City Science: Understanding the Relationship between Ecological Exhibits and Urban Planning
With the suite of environmental challenges faced by today’s society growing ever more imminent, the potential role of science and natural history museums as social institutions to promote environmental stewardship is being realized. A recent collaborative effort between the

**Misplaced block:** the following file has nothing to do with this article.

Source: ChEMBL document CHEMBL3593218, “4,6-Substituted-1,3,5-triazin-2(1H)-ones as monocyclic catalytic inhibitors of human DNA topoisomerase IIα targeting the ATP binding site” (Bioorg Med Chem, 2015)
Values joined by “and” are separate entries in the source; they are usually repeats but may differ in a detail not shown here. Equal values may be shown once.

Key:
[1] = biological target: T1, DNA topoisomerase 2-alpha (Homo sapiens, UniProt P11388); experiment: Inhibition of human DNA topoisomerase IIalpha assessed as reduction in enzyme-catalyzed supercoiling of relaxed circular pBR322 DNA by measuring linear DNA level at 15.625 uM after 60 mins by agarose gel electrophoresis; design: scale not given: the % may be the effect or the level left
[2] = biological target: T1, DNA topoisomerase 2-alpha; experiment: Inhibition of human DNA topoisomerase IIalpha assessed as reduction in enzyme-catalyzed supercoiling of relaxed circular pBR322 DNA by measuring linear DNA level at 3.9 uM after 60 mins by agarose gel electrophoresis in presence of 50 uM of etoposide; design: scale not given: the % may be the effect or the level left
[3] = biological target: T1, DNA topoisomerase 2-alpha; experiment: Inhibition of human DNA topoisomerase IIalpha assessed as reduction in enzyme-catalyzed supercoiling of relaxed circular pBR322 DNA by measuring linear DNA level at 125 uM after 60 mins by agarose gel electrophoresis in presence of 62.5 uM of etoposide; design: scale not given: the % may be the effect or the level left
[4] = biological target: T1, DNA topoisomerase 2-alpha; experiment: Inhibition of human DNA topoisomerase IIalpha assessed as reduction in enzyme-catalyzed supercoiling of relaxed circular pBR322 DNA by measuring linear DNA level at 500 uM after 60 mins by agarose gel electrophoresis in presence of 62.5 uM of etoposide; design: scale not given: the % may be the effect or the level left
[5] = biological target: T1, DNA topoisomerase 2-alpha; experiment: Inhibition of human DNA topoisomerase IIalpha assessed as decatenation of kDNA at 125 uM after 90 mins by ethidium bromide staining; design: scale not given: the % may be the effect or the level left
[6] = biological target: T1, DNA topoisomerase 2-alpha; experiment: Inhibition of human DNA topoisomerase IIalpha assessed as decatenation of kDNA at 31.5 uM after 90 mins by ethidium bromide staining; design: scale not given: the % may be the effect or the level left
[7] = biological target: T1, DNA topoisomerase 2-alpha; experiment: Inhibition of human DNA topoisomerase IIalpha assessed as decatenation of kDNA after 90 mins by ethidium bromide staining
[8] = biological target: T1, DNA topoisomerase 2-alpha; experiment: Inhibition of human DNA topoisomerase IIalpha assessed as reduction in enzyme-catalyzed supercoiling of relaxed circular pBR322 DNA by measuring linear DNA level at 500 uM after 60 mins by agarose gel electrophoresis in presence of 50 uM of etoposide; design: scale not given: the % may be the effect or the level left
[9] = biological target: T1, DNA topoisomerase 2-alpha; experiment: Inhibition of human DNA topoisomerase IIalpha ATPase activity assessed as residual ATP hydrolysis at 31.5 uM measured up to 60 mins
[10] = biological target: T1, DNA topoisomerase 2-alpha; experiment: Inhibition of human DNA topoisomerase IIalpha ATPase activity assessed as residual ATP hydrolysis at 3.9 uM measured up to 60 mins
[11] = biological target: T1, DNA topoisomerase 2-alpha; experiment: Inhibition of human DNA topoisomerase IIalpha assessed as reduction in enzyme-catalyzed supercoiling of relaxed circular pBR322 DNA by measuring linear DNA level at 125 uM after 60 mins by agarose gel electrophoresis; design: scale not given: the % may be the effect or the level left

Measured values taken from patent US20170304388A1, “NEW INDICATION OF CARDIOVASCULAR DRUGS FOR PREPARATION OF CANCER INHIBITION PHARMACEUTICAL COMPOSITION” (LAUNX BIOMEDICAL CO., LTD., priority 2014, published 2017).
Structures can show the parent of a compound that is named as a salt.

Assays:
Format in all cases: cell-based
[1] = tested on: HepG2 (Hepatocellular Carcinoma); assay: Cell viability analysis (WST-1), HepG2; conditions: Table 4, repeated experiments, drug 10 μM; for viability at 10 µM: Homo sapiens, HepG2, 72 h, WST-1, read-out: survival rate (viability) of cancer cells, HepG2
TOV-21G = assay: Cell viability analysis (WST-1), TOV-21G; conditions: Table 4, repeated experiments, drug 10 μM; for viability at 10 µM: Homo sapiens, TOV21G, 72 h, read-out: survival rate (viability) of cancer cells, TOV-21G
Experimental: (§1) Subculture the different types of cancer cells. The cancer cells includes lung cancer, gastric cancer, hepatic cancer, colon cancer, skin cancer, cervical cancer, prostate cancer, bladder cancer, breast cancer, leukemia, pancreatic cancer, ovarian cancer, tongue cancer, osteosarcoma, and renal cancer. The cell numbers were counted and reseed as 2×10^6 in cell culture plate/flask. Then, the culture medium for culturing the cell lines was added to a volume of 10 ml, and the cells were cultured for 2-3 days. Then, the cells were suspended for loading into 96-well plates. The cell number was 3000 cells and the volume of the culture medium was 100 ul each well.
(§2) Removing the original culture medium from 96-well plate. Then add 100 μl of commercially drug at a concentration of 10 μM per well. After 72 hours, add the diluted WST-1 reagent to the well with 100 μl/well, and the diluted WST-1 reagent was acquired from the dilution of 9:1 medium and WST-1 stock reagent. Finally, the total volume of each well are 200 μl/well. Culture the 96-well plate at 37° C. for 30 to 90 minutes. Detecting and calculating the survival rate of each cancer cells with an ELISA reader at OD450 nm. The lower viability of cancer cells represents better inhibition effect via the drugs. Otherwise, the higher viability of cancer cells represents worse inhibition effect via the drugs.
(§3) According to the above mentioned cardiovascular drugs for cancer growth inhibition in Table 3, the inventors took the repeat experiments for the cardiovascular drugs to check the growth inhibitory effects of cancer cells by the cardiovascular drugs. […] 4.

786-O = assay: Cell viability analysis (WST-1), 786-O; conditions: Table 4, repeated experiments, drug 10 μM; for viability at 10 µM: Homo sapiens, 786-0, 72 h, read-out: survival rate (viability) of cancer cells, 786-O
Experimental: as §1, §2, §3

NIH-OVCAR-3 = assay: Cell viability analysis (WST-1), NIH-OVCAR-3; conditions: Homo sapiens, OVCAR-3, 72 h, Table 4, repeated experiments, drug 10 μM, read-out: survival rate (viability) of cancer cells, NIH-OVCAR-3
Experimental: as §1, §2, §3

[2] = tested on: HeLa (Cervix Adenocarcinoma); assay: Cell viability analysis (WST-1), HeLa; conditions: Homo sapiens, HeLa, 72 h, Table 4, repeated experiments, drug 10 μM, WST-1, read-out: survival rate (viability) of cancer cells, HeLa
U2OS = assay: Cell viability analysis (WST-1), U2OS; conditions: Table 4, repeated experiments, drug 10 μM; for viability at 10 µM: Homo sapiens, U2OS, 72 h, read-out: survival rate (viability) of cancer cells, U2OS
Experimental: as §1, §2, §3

EcoTarium in Worcester, MA and six other institutions across the country, the NSF funded City Science exhibit serves to introduce the public to new research on human-ecology interactions in urban settings. The project also supports the inclusion of Public Participation in Science Research (PPSR) elements in museum exhibits, and tests the use of a spatial neighborhood design interactive as a tool to understand the relationship between the exposure to ecological exhibits and neighborhood design. This paper describes and analyzes results from a 2014 study carried out at the EcoTarium exploring the relationship between visitor’s use of urban ecology exhibits and their conceptual frameworks for urban planning and design. Initial results indicate a correlation between use of ecological exhibits and subsequent neighborhood design. In particular, interactions with exhibits focused on land use change and urban biodiversity appear to have the strongest potential influences on neighborhood design.